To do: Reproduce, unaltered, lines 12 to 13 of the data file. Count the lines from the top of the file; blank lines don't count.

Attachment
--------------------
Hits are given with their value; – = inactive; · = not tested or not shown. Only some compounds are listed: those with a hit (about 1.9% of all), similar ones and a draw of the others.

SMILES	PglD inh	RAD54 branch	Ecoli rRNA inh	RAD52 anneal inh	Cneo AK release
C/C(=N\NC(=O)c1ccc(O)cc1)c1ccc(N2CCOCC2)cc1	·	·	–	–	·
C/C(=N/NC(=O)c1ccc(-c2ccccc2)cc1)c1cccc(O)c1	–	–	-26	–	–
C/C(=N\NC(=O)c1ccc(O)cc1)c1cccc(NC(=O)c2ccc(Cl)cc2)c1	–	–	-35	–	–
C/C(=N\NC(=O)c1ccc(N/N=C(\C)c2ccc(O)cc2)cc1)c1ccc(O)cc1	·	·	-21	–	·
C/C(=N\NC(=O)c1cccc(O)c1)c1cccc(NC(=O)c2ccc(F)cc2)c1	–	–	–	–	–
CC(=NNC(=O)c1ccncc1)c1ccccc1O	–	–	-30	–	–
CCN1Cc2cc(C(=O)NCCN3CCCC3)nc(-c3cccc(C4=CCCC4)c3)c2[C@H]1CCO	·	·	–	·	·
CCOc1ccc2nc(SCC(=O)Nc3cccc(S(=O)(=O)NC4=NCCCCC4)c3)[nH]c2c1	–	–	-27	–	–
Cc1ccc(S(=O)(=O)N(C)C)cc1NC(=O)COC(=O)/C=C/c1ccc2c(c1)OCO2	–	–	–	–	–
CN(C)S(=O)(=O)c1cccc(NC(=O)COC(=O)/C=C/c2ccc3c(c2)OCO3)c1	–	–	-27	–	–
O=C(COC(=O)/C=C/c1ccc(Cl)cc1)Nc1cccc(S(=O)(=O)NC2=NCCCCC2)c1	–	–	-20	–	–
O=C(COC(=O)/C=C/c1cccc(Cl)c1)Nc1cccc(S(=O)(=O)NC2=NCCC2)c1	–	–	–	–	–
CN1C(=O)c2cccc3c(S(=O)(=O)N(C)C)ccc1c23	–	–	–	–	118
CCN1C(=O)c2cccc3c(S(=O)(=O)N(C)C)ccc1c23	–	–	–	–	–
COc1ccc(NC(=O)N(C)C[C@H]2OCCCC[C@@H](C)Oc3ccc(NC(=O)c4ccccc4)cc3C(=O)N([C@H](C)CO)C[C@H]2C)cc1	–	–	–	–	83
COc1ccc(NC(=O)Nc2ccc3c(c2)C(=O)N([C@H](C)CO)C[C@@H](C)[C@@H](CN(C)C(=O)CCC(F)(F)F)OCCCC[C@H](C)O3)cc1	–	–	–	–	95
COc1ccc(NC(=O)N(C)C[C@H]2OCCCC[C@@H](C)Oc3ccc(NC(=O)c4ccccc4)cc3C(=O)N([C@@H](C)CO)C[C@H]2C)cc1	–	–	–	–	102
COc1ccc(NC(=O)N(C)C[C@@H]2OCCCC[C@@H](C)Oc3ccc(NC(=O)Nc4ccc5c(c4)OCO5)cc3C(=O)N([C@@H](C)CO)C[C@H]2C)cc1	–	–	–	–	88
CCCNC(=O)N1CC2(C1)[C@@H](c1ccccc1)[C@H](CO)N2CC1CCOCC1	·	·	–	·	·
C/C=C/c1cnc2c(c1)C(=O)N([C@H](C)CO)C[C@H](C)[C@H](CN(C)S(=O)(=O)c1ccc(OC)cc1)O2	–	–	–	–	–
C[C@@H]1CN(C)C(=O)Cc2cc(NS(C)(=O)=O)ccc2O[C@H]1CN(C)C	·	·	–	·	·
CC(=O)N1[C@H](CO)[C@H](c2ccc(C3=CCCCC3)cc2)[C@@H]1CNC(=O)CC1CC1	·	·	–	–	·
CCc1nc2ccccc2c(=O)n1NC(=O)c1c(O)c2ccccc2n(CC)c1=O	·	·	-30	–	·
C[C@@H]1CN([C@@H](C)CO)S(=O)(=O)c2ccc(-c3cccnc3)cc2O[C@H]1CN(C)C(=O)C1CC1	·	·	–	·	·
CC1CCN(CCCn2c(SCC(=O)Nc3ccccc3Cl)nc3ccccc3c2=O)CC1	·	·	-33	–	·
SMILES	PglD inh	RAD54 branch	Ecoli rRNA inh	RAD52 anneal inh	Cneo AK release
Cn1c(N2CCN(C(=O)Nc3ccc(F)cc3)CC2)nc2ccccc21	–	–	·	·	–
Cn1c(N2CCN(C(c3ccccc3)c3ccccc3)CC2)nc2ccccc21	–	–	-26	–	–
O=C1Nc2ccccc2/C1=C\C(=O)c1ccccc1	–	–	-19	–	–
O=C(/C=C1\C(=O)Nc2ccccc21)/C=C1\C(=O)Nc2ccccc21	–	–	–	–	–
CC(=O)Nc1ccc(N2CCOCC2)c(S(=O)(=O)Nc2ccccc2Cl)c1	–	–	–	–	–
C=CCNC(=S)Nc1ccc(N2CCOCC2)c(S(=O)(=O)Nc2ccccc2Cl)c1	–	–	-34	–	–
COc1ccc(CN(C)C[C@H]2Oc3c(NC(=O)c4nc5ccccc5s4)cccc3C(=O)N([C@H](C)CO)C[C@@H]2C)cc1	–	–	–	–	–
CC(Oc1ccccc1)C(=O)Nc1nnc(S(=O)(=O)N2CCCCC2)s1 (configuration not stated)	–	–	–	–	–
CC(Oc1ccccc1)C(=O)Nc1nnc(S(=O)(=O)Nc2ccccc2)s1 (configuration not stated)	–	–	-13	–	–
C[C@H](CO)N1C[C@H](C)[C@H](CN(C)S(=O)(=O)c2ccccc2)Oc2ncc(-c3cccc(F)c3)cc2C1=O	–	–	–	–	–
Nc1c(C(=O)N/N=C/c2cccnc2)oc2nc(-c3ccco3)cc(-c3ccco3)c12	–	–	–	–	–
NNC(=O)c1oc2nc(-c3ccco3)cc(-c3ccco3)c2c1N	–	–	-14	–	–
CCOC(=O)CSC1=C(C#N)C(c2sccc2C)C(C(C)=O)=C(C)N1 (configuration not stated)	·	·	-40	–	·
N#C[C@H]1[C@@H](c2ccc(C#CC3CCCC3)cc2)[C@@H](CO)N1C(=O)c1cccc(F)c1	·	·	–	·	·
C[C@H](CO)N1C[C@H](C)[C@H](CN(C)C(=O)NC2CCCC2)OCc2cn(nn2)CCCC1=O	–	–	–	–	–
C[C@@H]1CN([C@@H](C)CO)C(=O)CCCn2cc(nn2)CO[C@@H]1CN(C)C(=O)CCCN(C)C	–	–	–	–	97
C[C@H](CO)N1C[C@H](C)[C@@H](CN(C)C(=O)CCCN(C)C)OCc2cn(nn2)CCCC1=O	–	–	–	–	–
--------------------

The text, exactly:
CN(C)S(=O)(=O)c1cccc(NC(=O)COC(=O)/C=C/c2ccc3c(c2)OCO3)c1	–	–	-27	–	–
O=C(COC(=O)/C=C/c1ccc(Cl)cc1)Nc1cccc(S(=O)(=O)NC2=NCCCCC2)c1	–	–	-20	–	–